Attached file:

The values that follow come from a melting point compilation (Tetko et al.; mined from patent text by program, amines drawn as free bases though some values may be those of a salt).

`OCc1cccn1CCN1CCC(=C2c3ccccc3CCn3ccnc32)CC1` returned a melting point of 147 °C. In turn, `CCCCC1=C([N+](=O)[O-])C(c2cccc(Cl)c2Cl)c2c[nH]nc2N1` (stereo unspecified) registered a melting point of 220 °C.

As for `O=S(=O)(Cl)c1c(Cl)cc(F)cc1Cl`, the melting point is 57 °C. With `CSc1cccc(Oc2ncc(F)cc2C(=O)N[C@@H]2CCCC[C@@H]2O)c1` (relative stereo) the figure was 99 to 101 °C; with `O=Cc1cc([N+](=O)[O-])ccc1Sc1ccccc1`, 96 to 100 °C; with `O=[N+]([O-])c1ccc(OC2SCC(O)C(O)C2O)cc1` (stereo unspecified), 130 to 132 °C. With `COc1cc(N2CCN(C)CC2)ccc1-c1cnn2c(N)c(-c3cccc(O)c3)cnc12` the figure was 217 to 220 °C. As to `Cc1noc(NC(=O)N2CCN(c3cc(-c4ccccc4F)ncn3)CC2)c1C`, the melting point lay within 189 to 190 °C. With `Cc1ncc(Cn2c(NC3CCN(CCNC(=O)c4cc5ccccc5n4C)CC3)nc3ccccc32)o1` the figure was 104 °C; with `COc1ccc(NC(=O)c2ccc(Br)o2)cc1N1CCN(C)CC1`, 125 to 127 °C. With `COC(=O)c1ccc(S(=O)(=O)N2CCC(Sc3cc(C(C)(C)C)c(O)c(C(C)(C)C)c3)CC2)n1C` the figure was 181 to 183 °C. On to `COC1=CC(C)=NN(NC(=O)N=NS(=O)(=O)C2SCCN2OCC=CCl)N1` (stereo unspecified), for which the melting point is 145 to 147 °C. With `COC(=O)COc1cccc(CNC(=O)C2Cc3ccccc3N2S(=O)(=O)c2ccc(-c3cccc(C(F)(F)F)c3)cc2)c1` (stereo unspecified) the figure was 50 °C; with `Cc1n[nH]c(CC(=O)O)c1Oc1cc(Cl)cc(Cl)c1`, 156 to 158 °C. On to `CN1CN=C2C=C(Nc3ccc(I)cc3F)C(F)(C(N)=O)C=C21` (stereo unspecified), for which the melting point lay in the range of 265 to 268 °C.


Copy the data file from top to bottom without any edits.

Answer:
The values that follow come from a melting point compilation (Tetko et al.; mined from patent text by program, amines drawn as free bases though some values may be those of a salt).

`OCc1cccn1CCN1CCC(=C2c3ccccc3CCn3ccnc32)CC1` returned a melting point of 147 °C. In turn, `CCCCC1=C([N+](=O)[O-])C(c2cccc(Cl)c2Cl)c2c[nH]nc2N1` (stereo unspecified) registered a melting point of 220 °C.

As for `O=S(=O)(Cl)c1c(Cl)cc(F)cc1Cl`, the melting point is 57 °C. With `CSc1cccc(Oc2ncc(F)cc2C(=O)N[C@@H]2CCCC[C@@H]2O)c1` (relative stereo) the figure was 99 to 101 °C; with `O=Cc1cc([N+](=O)[O-])ccc1Sc1ccccc1`, 96 to 100 °C; with `O=[N+]([O-])c1ccc(OC2SCC(O)C(O)C2O)cc1` (stereo unspecified), 130 to 132 °C. With `COc1cc(N2CCN(C)CC2)ccc1-c1cnn2c(N)c(-c3cccc(O)c3)cnc12` the figure was 217 to 220 °C. As to `Cc1noc(NC(=O)N2CCN(c3cc(-c4ccccc4F)ncn3)CC2)c1C`, the melting point lay within 189 to 190 °C. With `Cc1ncc(Cn2c(NC3CCN(CCNC(=O)c4cc5ccccc5n4C)CC3)nc3ccccc32)o1` the figure was 104 °C; with `COc1ccc(NC(=O)c2ccc(Br)o2)cc1N1CCN(C)CC1`, 125 to 127 °C. With `COC(=O)c1ccc(S(=O)(=O)N2CCC(Sc3cc(C(C)(C)C)c(O)c(C(C)(C)C)c3)CC2)n1C` the figure was 181 to 183 °C. On to `COC1=CC(C)=NN(NC(=O)N=NS(=O)(=O)C2SCCN2OCC=CCl)N1` (stereo unspecified), for which the melting point is 145 to 147 °C. With `COC(=O)COc1cccc(CNC(=O)C2Cc3ccccc3N2S(=O)(=O)c2ccc(-c3cccc(C(F)(F)F)c3)cc2)c1` (stereo unspecified) the figure was 50 °C; with `Cc1n[nH]c(CC(=O)O)c1Oc1cc(Cl)cc(Cl)c1`, 156 to 158 °C. On to `CN1CN=C2C=C(Nc3ccc(I)cc3F)C(F)(C(N)=O)C=C21` (stereo unspecified), for which the melting point lay in the range of 265 to 268 °C.